The historically strong housing market continued to surge forward in November, as buyers gobbled up available homes seemingly as soon as they hit the market. Buyers finally saw some welcome relief on prices, with November’s median sales price dropping 2.9% to $330,000—the largest monthly decline since the pandemic began. And home sales declined only 4.9% from October, far less than the normal seasonal decrease of 12.0% this time of year. Adding to the complex conditions, the number of homes for sale fell to a new low in the 14-year history of the report, declining 17.7% from October.
Overall, November generally followed seasonal trends while at the same time setting records for the month of November in almost every category, such as the fewest average number of days homes were listed before selling. While November’s average of 29 days was two more than October’s, it was only the sixth month in report history with an average below 30. All six months have occurred consecutively, starting with June 2021.
“The market is roaring along, with only half the seasonal slowdown we typically see from October to November,” said Nick Bailey, president, RE/MAX, LLC, in a statement. “The small drop in prices is great news for buyers, and it could be an early sign of some balance coming back into the market.
“The lack of available inventory continues to be a challenge, but 2021 has been a very strong year for home sales. That says a lot about the resiliency of the housing market and the importance of homeownership in people’s lives. With work flexibility, low interest rates, generational factors and continued high demand, we’re heading into 2022 with plenty of reasons to be optimistic.”
November’s median sales price across the report’s 51 metro areas dropped $10,000 below October’s $340,000, falling 2.9%. That was the largest month-to-month drop since January 2020, when the median price declined 3.4%. And while price drops are typical in January, they are unusual in November. Based on report averages for the five-year period from 2015-2019 (excluding 2020 because of pandemic impacts), the median November price rose an average of 0.9%.
Other comparisons of note for the month of November 2021 relative to trends from 2015-2019 include:
- The five-year average for October-to-November home sales is a decline of 12.0%, more than twice the drop of 4.9% in November 2021.
- The five-year average for October-to-November inventory is a decline of 8.9%, slightly over half of the drop of 17.7% in November 2021.
- After dropping in January, prices typically rise each month from February through June, then decline each month from July through October. They generally rebound slightly in November and December. The first nine months of 2021 followed the 2015-2019 pattern before October posted an unusual 0.8% price increase, followed by November’s uncommon decline.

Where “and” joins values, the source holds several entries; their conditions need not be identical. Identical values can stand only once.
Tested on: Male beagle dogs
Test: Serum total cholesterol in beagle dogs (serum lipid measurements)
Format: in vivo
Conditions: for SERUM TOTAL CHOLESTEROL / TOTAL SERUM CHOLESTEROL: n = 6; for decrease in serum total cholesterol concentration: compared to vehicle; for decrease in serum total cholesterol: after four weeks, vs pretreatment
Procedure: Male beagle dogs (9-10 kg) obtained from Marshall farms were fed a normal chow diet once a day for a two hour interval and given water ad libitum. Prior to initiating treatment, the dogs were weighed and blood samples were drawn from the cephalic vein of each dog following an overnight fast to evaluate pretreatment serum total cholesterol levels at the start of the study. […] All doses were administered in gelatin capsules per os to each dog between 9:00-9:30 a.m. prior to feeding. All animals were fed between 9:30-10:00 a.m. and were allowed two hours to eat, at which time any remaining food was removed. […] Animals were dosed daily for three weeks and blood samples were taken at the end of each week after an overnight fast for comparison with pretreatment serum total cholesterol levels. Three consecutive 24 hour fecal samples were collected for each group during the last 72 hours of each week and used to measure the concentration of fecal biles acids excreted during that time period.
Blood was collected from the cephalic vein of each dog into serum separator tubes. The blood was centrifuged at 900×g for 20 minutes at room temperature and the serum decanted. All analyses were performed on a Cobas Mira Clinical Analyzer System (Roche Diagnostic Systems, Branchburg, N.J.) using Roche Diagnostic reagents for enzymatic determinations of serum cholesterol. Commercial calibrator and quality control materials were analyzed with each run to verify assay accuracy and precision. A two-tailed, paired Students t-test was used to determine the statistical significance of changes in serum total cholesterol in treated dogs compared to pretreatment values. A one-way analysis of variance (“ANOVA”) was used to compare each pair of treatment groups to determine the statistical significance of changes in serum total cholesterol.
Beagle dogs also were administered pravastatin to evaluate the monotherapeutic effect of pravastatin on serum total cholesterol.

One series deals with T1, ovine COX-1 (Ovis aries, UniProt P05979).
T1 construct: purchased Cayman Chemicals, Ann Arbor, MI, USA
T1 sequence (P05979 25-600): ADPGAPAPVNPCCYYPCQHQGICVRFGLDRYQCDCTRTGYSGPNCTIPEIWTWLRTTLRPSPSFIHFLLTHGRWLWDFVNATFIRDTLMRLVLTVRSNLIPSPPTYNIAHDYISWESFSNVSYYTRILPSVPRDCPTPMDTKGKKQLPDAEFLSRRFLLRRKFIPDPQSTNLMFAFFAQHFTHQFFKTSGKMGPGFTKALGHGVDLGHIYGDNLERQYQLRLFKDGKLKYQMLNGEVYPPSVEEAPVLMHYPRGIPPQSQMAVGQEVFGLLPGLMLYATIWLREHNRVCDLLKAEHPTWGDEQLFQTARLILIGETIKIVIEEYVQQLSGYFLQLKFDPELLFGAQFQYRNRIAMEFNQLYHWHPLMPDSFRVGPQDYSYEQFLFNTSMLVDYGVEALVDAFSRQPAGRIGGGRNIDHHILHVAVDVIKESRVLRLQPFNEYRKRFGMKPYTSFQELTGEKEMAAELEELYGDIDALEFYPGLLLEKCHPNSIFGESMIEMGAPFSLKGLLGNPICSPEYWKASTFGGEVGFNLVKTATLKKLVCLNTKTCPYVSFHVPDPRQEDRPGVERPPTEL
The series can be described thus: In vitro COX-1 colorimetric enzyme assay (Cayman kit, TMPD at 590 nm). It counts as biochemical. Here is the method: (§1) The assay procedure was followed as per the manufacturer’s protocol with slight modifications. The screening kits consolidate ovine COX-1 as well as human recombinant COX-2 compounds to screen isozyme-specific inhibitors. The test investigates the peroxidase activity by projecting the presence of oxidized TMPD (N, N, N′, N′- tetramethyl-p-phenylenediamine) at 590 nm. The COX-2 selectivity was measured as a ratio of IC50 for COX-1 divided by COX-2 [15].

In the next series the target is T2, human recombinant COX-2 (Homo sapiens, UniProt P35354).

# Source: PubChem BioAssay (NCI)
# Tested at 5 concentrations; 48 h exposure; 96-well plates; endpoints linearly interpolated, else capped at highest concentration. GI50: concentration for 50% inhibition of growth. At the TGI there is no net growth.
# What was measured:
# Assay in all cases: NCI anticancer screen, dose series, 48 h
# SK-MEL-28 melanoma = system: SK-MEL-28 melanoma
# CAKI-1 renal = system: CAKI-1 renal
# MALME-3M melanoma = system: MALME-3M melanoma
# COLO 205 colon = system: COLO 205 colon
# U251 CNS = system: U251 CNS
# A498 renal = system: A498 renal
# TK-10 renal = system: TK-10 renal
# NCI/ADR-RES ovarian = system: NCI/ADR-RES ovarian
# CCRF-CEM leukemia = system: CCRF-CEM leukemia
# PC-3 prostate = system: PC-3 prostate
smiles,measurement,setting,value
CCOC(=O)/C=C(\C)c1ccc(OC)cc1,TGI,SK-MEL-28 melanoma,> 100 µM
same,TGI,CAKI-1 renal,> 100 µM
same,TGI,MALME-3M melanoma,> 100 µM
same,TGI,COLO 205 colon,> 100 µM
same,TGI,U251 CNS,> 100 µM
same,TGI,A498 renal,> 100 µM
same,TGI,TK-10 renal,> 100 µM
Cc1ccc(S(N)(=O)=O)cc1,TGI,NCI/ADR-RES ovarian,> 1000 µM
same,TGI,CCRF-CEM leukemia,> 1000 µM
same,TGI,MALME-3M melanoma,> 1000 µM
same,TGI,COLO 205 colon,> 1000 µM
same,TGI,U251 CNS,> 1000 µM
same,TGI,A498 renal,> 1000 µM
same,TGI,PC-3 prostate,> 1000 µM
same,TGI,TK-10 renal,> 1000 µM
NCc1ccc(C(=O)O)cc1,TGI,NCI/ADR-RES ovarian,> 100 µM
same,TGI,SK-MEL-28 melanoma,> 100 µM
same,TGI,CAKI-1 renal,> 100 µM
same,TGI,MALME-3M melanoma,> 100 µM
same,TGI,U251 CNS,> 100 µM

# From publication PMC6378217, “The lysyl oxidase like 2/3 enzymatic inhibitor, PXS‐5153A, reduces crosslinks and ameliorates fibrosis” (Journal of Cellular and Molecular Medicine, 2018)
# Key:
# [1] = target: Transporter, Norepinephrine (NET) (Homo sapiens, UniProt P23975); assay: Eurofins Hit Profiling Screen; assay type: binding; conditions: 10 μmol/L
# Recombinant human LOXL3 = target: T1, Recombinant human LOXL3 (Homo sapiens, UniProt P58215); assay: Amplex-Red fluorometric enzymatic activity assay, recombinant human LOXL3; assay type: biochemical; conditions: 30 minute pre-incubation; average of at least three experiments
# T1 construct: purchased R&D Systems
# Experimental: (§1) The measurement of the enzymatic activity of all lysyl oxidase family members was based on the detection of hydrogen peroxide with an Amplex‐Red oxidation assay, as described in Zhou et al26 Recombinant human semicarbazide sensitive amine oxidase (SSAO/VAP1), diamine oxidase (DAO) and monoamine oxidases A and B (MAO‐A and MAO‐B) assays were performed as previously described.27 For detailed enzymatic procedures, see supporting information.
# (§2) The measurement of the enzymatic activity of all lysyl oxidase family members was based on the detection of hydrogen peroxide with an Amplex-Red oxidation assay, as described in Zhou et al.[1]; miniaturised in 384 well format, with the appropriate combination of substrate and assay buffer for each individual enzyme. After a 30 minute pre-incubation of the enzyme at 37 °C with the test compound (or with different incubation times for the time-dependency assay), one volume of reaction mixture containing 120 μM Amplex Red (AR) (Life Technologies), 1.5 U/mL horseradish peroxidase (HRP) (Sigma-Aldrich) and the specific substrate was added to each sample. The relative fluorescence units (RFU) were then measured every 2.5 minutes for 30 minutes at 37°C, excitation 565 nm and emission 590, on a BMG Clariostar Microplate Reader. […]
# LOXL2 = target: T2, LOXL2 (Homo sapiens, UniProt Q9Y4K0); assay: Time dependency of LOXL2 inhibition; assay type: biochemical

Despite declining month over month, November’s median home price was 11.9% higher than November 2020’s $295,000 and marks the 35th consecutive month that home prices have risen year over year.
The 1.2 months supply of inventory in November dropped from October’s 1.4 and was only 0.1 of a month more than the report record of 1.1 set in March and matched in April, May and June.
Highlights and the local markets leading various metrics for November include:
Of the 51 metro areas surveyed in November 2021, the overall average number of home sales is down 4.9% compared to October 2021, and down 0.1% compared to November 2020. The markets with the biggest decrease in year-over-year sales percentage were Billings, Montana at -13.0%, San Antonio, Texas at -11.4%, and San Diego, California at -11.0%. Leading in year-over-year sales percentage increase were Honolulu, Hawaii at +31.5%, Tulsa, Oklahoma at +13.4%, and Wilmington/Dover, Delaware at +12.7%.
Median Sales Price – Median of 51 Metro Median Prices
In November 2021, the median of all 51 metro median sales prices was $330,000, down 2.9% compared to October 2021, and up 11.9% from November 2020. No metro areas saw a year-over-year decrease in median sales prices. Thirty-nine metro areas increased year-over-year by double-digit percentages, led by Phoenix, Arizona at +27.2%, Salt Lake City, Utah at +25.3%, and Boise, Idaho at +24.8%.
Days on Market – Average of 51 Metro Areas
The average days on market for homes sold in November 2021 was 29, up two days from the average in October 2021, and down eight days from the average in November 2020. The metro areas with the lowest days on market were Nashville, Tennessee at 12, and a tie between Omaha, Nebraska and Cincinnati, Ohio at 16. The highest days on market averages were in Des Moines, Iowa, at 86, Miami, Florida at 78, and New York, New York at 69. Days on market is the number of days between when a home is first listed in an MLS and a sales contract is signed.
Months Supply of Inventory – Average of 51 Metro Areas
The number of homes for sale in November 2021 was down 17.7% from October 2021 and down 30.1% from November 2020. Based on the rate of home sales in November 2021, the months supply of inventory decreased to 1.2 compared to 1.4 in October 2021, and decreased compared to 2.1 in November 2020. A six months supply indicates a market balanced equally between buyers and sellers. In November 2021, of the 51 metro areas surveyed, zero metro areas reported a months supply at or over six, which is typically considered a buyer’s market. The markets with the lowest months supply of inventory were a tie between Denver, Colorado and Seattle, Washington at 0.5, and another tie between Albuquerque, New Mexico and Manchester, New Hampshire at 0.6.
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